The latest cry for our individual and collective attention on climate change
One of the most high profile advocacy groups fighting to curb greenhouse gas emissions is 350.org, whose name embodies the goal of the organization. At around 350 PPM of CO2 in our atmosphere we are ensured a livable planet. Above this, we embark on a grand experiment. One where we cannot know all the outcomes but have a growing understanding of the consequences of destabilizing Earth’s climate.
Recently we learned that for the first time in millions of years, CO2 levels in our atmosphere reached and remained at 400 PPM (for all of March). 2015 is predicted to be the hottest year on record and actual data from the first four months are upholding the prediction. To add insult to injury, we are experiencing an El Niño event which, driven by warm ocean temperatures in the Pacific, tends to cause more extreme weather over much of the globe.
I try to keep my communications on climate focused on solutions and hope. I have to say, this 400 number has me thrown for a loop. The number itself is not any more significant than say, 399 or 401. But, what it does represent is a warning signal—a number that should cause alarm and provoke thought on what exactly we are or are not doing to slow the rise of this number. If 350 PPM represents the safe zone, what is 400? What is 450? How fast are we heading in that direction? Climate scientists regularly model different future scenarios that account for changes in the amount of CO2 we emit through the burning of fossil fuels. Reaching 400 PPM in 2015 has us clearly aligned with the highest (business as usual) emissions scenario. In spite of all we know, we are more or less proceeding as before.
I just returned from a week of inspiring talks and conversations on how communities throughout the nation are preparing for climate change at the National Adaptation Forum (NAF). The conference provides a forum for sharing and learning how people and governments are implementing practices that will help our towns and cities adapt to climate impacts like more drought, higher heat, severe storms and higher sea levels. The existence of an event like this (attended by over 800 adaptation professionals) illustrates how people throughout our country are acknowledging the need to prepare for a future where the weather looks significantly different from the past. I’ve come home from this conference each time, with a renewed sense of hope and energy to help my work here at HRWC.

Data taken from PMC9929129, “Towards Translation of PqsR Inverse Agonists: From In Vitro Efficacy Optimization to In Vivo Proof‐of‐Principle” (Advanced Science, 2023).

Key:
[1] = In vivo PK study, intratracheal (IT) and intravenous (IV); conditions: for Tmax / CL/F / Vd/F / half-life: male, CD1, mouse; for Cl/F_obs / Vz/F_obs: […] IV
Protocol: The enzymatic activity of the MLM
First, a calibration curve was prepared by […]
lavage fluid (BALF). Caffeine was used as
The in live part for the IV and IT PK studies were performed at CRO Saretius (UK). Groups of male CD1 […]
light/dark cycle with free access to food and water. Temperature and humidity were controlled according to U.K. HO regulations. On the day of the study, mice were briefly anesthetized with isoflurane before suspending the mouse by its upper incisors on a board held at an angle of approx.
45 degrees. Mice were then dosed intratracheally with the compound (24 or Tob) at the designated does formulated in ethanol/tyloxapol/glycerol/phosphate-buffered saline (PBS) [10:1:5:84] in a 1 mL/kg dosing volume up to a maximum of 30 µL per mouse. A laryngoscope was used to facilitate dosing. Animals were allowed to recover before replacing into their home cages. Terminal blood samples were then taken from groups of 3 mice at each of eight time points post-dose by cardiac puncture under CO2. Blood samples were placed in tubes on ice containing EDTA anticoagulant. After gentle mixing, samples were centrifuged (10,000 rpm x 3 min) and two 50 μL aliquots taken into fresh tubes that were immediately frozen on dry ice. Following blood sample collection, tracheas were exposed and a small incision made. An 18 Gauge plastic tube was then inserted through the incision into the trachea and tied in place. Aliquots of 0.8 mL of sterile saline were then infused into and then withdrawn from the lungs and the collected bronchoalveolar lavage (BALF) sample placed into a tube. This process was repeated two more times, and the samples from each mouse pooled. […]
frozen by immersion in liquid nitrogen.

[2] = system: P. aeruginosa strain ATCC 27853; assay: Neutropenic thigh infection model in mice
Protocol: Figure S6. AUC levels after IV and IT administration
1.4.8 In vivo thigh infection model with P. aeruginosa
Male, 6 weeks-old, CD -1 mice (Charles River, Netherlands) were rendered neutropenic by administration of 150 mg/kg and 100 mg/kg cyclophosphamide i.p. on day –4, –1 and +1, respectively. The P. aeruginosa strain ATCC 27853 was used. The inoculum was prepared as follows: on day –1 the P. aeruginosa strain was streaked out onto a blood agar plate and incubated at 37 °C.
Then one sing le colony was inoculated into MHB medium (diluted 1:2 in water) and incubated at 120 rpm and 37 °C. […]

This year however, with the conference coinciding with the 400 PPM milestone (forgive me) there has been a little rain on my parade. It reminds me, that though adapting to a new climate is essential at this point in the game, we cannot, must not, lessen our efforts to curb global greenhouse gas emissions. As the country that is responsible for 25% of global emissions each year, the weight is heavy on our shoulders here in the US. Continue to take personal action to reduce your carbon footprint (here are some ideas pertaining to water) and consider participating in a vocal advocacy group like 350.org to help apply pressure at the national and international level for action.
At NAF, artist Chris Moench displayed two prayer wheels (a Tibetan Buddhist tradition) he created as part of an ISET’s Resilient Narratives project. One with art to reflect a positive future. The other to represent the threat. Conference participants were asked to contribute their hopes, wishes, prayers, promises, to the urns. What are your hopes for the future? What would you contribute to the prayer wheel? And what can you do to help us collectively get there?